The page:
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Several things recently got me thinking about the difficulty of creating solid, flesh and blood and sympathetic characters, even when those characters do things that you can never imagine yourself doing.
The first was an interview with John Boyne who has done it time and again in his novels. The next was starting to read Milkman, this year’s Man Booker prize winning book. I have so far only read the first 50 pages, but already it is teaching me things about our recent history and about the craft of writing from deep inside the head of a character. Set in Northern Ireland during the 1970s it appears to be an indictment of the stifling masculinity and the paranoia that drove the violence on both sides of the sectarian divide.
The second thing was this article by a woman film maker about the way men portray women and her admiration for two movies in which women have, in her opinion, successfully portrayed men.
When I think about my own writing I can’t escape the conclusion that too many of my characters are merely poor reflections of aspects of myself. But I also think that the problem of men portraying women, and vice-versa, is just one facet of a much more complex problem: can a heterosexual accurately portray a homosexual? A white middle class person a poor immigrant? Any of us any other person’s deep inner personality and thought processes?
It is important because the narrative arts – theatre, film and literature – are the windows through which the rest of us are enabled to experience the lives of others. If those lives are miss-represented then it creates the cultural attitudes that drive some men to behave inappropriately toward women or certain politicians to spread fear of migrants seeking a better life. And, conversely, it is the way that better life is portrayed in the media that attracts those migrants in the first place.
I’ll say no more, but hand you over to Joey at:
Submissions are open at Electric Literature for personal essays. They pay $50. But you only have the next ten days in which to submit. Read the guidelines here: https://electricliterature.com/submissions-are-open-for-general-and-critical-essays-b7e9ac3aa18a
As you know, I have a story in the anthology “The Box Under The Bed”. The book presently has almost 50 reviews on Amazon, some good some not. None of them tells potential readers about the individual stories. Now someone has done just that. Not on Amazon, but on his own website.
I’m sharing it with you here because it will tell you what he thought of all the stories so that you will have a better idea of whether it’s a book you would like to read. Of course I’m pleased that he found mine “deeply descriptive and engaging” That’s what I aim for in all my writing.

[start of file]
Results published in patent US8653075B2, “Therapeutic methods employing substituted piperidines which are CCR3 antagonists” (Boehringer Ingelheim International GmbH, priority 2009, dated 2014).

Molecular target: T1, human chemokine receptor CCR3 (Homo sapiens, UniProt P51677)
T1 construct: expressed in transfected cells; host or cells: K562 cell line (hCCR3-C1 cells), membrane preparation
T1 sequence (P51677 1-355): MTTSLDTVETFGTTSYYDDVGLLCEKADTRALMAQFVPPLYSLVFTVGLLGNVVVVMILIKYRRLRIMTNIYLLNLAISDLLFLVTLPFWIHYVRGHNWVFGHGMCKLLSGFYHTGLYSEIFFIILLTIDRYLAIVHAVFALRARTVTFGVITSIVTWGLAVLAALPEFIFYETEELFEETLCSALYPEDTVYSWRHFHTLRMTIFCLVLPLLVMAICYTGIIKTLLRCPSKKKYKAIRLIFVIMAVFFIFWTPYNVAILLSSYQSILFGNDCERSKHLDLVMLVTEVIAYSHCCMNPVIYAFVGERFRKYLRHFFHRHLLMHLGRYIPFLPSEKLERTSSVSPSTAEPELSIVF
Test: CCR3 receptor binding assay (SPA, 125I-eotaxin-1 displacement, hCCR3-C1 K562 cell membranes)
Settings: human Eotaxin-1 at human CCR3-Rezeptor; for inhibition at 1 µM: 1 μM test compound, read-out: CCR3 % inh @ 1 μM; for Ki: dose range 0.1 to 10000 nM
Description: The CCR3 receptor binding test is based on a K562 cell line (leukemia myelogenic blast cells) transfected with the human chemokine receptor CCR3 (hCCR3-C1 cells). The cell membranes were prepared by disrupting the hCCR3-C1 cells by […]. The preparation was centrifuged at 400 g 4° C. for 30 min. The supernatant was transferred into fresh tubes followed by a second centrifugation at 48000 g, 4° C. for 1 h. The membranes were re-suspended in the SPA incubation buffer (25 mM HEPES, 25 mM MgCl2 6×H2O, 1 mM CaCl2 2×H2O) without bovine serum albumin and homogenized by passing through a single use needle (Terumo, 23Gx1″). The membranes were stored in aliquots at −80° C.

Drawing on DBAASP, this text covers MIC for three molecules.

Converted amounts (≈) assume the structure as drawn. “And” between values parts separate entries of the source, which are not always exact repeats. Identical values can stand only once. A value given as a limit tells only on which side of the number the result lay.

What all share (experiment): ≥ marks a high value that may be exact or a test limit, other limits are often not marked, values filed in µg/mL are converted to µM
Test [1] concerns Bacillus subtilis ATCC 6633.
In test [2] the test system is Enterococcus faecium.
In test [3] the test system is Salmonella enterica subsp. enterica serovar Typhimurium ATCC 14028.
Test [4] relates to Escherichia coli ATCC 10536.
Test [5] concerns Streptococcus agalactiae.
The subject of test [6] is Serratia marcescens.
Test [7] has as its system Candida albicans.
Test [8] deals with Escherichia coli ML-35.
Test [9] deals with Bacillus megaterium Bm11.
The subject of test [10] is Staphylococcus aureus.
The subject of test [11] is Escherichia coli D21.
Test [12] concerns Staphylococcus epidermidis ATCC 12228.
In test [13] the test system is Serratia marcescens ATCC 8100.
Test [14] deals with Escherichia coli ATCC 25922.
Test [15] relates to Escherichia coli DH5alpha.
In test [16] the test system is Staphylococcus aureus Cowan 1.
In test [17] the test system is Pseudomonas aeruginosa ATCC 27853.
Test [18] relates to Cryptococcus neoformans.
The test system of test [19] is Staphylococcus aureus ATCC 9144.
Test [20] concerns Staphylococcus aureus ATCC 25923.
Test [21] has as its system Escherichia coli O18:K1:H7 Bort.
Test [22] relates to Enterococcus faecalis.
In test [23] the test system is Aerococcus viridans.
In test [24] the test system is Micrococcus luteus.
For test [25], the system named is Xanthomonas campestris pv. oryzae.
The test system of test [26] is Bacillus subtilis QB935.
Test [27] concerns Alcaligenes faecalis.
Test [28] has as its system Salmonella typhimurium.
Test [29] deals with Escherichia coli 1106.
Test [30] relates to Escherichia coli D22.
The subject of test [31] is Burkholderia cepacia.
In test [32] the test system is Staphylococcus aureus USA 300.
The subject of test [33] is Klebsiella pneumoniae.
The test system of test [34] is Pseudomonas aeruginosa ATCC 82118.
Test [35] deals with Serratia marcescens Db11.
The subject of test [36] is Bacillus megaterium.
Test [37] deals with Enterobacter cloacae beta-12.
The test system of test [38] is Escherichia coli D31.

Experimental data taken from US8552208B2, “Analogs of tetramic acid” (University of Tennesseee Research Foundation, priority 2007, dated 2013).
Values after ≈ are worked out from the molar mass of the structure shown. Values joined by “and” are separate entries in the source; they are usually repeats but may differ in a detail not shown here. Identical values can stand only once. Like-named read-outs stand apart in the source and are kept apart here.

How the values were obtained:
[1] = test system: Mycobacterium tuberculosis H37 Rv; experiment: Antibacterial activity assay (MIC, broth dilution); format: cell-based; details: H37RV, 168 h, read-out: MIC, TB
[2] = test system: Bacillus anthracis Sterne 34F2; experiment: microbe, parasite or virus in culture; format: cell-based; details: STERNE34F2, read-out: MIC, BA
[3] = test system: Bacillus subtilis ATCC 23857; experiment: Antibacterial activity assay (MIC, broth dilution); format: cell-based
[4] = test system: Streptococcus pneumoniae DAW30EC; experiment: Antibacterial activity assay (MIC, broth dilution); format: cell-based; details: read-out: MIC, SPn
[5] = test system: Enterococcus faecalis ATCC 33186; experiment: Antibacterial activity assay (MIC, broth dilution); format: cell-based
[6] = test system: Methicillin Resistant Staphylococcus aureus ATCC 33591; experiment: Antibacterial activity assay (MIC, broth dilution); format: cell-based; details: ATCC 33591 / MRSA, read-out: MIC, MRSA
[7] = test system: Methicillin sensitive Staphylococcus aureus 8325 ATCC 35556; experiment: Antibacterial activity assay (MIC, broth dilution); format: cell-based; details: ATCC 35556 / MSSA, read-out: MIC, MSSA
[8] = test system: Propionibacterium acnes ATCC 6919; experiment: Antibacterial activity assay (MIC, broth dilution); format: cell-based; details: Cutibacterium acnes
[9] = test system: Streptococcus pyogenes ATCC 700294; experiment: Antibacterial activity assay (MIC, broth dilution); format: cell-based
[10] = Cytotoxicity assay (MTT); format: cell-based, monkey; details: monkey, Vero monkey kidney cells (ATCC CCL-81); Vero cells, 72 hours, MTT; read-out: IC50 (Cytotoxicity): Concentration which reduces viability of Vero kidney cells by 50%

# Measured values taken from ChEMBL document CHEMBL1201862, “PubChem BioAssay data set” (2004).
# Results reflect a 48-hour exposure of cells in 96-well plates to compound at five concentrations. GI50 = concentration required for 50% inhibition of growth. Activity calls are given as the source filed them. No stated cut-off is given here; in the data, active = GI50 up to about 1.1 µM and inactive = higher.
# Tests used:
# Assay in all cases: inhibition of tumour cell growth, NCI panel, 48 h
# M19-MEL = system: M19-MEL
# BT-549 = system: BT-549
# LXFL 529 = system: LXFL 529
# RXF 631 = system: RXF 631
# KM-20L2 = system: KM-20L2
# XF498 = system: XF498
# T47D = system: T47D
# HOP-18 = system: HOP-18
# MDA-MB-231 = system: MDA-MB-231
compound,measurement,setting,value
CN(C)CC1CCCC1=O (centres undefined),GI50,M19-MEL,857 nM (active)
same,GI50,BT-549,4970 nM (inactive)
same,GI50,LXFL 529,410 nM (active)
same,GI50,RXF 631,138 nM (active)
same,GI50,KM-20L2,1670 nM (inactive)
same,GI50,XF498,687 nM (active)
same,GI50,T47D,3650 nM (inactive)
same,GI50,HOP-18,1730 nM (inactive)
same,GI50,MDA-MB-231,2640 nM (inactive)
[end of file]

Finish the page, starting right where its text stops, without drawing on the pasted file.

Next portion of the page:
His final verdict on the whole book is that there are “Not enough [bad stories] for me to tell others not to read it . . . The diamonds, the strong stories, are well worth the cost of the book alone.”
If you thought being a writer was just a matter of sitting down and putting your thoughts onto paper, this is for you. There’s a lot more to being an author, especially if you lack the backing of one of the big publishing houses. Even then, you still have to do a lot of this other stuff.
I recently read and reviewed the first book in this series. I can certainly recommend Ms Clarke’s Africa writings to anyone who wishes to gain a better understanding of that continent and its many and varied cultures.
I had a dream last night, not as earth shattering as Martin Luther King,
I’m not that famous and important, and frankly although I was standing on a stage too, no one was listening to me. Sad isn’t it?
Now most of us might dream of receiving the Nobel Prize for Literature and then being interviewed on a national Breakfast Show, simpering as the interviewer gushed about our brilliant book – right?
Well, my dream wasn’t like that. The stage morphed into a television studio and my interview went something like this:
INT: So, I understand Lucinda that hardly anyone bought your new book?
ME: Well a few did …
INT: Looking at this pre-order number on Amazon, well it’s a disgrace.
ME: I have at least 3 fans! I’m sure they ordered one and DH promised he would …
INT: I presume you told people about it?
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Just in case you thought that writing a novel – or any kind of book really – is the road to riches. And why even good books don’t always make the best sellers lists.
As we careen toward the New Year, many emerging writers have a goal to finally publish that novel and I hope you do! But the arts are kind of strange. We often get fixated on the creative side, without really understanding the business side of our business.
The publishing world is still in massive upheaval and it is a Digital Wild West. Old rules are falling away and new ones are emerging, but still? Knowledge is power.
In my book Rise of the Machines—Human Authors in a Digital World, I go into a LOT more detail and I highly recommend you get a copy if you don’t have one. I spend the first chapters of the book explaining how the various forms of publishing work so you can make an educated decision as you are building your brand.
All types of publishing have corresponding strengths and weaknesses and this is…
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